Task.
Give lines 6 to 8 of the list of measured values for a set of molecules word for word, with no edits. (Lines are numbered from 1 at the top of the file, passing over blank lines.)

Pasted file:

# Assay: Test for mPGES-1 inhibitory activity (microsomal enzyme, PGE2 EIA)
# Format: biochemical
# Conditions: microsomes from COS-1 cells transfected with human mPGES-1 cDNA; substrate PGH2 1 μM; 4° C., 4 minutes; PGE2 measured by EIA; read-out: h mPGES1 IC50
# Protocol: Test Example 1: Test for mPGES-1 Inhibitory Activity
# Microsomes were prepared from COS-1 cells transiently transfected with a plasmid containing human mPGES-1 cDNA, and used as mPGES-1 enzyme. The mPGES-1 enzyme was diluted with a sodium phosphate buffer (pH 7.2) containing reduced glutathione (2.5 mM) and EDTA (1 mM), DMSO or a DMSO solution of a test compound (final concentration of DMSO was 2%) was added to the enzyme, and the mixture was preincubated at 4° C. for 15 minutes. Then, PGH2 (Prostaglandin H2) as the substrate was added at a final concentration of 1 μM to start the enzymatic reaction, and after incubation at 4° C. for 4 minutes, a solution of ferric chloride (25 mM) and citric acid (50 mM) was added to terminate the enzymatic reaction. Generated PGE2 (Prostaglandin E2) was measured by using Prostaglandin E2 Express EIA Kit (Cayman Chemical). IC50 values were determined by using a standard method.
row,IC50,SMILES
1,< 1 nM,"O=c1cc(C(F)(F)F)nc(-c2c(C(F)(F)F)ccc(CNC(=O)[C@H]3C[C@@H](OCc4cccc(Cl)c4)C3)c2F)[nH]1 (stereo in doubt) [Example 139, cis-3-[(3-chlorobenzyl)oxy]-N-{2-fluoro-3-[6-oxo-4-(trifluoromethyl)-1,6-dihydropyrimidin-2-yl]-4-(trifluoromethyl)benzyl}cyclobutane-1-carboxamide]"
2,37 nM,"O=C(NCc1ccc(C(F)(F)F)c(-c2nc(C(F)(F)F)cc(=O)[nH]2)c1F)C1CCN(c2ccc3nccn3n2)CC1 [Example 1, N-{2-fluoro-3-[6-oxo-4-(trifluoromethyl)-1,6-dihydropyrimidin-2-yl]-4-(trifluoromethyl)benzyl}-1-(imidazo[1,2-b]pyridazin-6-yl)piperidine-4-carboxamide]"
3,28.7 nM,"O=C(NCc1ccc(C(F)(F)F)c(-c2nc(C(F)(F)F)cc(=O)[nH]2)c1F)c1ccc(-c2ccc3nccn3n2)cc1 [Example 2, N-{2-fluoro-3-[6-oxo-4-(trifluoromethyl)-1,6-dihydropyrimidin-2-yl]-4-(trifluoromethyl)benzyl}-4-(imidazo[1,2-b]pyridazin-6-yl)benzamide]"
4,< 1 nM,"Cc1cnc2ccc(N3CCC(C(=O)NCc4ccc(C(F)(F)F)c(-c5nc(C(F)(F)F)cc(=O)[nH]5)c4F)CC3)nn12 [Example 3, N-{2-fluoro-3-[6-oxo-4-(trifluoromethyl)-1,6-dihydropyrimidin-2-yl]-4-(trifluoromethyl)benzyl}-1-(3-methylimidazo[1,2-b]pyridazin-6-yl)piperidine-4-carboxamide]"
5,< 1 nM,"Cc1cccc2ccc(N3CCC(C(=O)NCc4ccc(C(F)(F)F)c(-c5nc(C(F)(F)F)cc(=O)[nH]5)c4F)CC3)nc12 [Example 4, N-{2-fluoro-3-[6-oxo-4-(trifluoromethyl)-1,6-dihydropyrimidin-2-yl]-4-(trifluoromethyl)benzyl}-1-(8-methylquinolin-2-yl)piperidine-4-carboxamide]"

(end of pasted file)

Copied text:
row,IC50,SMILES
1,< 1 nM,"O=c1cc(C(F)(F)F)nc(-c2c(C(F)(F)F)ccc(CNC(=O)[C@H]3C[C@@H](OCc4cccc(Cl)c4)C3)c2F)[nH]1 (stereo in doubt) [Example 139, cis-3-[(3-chlorobenzyl)oxy]-N-{2-fluoro-3-[6-oxo-4-(trifluoromethyl)-1,6-dihydropyrimidin-2-yl]-4-(trifluoromethyl)benzyl}cyclobutane-1-carboxamide]"
2,37 nM,"O=C(NCc1ccc(C(F)(F)F)c(-c2nc(C(F)(F)F)cc(=O)[nH]2)c1F)C1CCN(c2ccc3nccn3n2)CC1 [Example 1, N-{2-fluoro-3-[6-oxo-4-(trifluoromethyl)-1,6-dihydropyrimidin-2-yl]-4-(trifluoromethyl)benzyl}-1-(imidazo[1,2-b]pyridazin-6-yl)piperidine-4-carboxamide]"